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Pharma companies break 2018 price freeze

By Allie Nawrat 02 Jan 2019 (Last Updated January 2nd, 2019 12:04)

On 1 January approximately 30 pharmaceutical companies raised the prices of hundreds of drugs in the US by an average of 6.3%, following a year of price freezes.

Pharma companies break 2018 price freeze

On 1 January approximately 30 pharmaceutical companies raised the prices of hundreds of drugs in the US by an average of 6.3%, following a year of price freezes.

In July, Pfizer reversed its planned price hikes in July following pressure from President Donald Trump and many other large drug makers copied.

The percentage increase is higher than the country’s inflation rate. The Wall Street Journal has revealed that Allergan was the first to act.

Rx Savings Solution CEO Michael Rea told Reuters: “Requests and public shaming haven’t worked [to lower drug prices]. We expect the number of 2019 increases to be even greater than in past years.”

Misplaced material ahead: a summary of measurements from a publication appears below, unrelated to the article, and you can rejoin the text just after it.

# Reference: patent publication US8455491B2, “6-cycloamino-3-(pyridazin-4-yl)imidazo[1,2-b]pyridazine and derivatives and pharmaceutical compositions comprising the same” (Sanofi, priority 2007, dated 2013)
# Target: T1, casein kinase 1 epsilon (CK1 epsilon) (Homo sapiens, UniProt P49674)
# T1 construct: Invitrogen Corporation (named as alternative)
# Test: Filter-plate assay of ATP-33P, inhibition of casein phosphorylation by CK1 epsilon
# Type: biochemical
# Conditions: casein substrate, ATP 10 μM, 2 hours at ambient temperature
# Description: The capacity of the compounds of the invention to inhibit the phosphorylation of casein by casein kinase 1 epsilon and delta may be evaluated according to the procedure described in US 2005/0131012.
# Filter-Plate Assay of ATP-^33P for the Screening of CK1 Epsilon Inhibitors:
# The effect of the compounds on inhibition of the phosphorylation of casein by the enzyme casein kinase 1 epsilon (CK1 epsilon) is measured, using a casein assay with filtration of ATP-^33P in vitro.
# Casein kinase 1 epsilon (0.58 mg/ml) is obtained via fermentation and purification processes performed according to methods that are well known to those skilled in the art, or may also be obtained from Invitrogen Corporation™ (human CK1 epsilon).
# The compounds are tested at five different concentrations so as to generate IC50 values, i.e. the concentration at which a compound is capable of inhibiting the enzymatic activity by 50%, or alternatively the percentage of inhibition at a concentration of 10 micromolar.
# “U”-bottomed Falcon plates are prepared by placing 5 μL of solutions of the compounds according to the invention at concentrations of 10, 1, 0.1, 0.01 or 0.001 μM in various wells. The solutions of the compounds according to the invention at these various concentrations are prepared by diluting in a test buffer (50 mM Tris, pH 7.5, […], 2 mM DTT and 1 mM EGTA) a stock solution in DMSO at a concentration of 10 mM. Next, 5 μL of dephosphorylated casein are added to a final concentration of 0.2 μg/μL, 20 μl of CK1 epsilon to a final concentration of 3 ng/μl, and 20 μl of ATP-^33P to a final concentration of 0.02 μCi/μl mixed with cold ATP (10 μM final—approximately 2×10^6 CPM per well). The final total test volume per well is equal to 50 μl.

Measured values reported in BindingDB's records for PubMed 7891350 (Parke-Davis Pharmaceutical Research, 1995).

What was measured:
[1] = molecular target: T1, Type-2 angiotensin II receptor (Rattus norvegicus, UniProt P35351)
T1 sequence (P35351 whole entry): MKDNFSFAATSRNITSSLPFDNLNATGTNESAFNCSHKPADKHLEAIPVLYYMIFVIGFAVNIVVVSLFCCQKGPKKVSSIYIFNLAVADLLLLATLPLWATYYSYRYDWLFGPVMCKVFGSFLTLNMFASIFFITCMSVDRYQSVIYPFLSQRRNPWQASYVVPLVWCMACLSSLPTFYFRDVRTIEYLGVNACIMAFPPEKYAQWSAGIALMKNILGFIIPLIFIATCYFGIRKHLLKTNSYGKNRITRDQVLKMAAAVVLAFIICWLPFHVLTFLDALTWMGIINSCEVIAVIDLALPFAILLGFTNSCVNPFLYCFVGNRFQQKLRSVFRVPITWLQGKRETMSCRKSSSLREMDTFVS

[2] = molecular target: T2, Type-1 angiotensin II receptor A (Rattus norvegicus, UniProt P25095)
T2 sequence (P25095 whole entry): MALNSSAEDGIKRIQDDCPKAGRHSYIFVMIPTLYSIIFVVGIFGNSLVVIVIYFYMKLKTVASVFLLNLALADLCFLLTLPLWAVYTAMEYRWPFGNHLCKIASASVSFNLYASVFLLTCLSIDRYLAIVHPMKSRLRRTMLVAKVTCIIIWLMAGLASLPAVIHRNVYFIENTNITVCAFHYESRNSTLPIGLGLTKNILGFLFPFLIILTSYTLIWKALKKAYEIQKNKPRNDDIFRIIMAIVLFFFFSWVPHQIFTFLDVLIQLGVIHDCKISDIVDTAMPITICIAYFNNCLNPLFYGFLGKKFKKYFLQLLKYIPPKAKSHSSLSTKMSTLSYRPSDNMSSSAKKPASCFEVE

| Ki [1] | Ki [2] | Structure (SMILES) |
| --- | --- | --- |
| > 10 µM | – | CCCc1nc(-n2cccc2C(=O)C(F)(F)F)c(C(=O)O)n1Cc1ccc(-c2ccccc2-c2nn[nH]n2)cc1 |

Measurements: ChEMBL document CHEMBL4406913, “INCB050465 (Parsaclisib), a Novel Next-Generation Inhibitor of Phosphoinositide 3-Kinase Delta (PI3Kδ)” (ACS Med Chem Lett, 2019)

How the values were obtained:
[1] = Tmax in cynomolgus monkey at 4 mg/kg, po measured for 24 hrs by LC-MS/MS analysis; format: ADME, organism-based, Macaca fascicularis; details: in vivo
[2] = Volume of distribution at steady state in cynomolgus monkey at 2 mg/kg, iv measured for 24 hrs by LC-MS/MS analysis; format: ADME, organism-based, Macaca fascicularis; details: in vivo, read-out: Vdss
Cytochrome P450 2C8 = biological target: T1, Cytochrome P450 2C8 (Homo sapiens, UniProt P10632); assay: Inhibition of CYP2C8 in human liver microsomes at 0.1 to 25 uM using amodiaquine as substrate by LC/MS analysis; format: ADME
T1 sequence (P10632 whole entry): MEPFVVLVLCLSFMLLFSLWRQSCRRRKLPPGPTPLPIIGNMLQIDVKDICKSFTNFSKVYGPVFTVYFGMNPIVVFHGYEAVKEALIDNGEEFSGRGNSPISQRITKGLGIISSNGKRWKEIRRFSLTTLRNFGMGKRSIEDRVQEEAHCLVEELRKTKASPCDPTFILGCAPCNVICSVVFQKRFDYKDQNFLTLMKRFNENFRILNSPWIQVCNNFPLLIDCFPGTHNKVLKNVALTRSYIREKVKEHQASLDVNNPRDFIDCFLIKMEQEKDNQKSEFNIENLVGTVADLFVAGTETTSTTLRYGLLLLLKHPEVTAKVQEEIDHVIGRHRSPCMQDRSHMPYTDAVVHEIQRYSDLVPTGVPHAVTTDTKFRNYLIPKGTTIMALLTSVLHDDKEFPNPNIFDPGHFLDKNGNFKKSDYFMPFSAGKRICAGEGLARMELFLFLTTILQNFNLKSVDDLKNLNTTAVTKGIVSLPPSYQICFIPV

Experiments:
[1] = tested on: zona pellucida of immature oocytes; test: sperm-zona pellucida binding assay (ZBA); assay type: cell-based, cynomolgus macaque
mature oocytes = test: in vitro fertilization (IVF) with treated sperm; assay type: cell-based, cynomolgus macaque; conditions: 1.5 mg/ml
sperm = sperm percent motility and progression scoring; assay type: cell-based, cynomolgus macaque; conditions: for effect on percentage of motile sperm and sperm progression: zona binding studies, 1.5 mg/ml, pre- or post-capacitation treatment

According to Reuters, in November last year, 28 drug makers submitted plans to California authorities to raise drug prices in a minimum of 60 days; a law was passed in 2018 requiring companies to notify payers of significant increases to the list prices of drugs. The 28 companies include large names such as Novartis, Bayer, GlaxoSmithKline and AstraZeneca.

In addition, Pfizer announced in mid-December its plan to increase the price of 41 of its medicines by 5% on 15 January.

The company’s chairman and CEO Ian Read said in the statement: “We believe the best means to address affordability of medicines is to reduce the growing out-of-pocket costs that consumers are facing due to high deductibles and co-insurance, and ensure that patients receive the benefit of rebates at the pharmacy counter.”

It is expected the government and legislature in the US will react strongly against these moves. Lowering drug prices was both a priority in President Trump’s presidential campaign, and something he has continued to push for since, and for the Democrats who recently gained control of the House of Representatives.